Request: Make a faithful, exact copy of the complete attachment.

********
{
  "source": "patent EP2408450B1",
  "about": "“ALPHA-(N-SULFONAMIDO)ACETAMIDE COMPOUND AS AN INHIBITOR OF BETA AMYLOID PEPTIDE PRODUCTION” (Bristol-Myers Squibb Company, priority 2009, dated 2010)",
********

{
  "source": "patent EP2408450B1",
  "about": "“ALPHA-(N-SULFONAMIDO)ACETAMIDE COMPOUND AS AN INHIBITOR OF BETA AMYLOID PEPTIDE PRODUCTION” (Bristol-Myers Squibb Company, priority 2009, dated 2010)",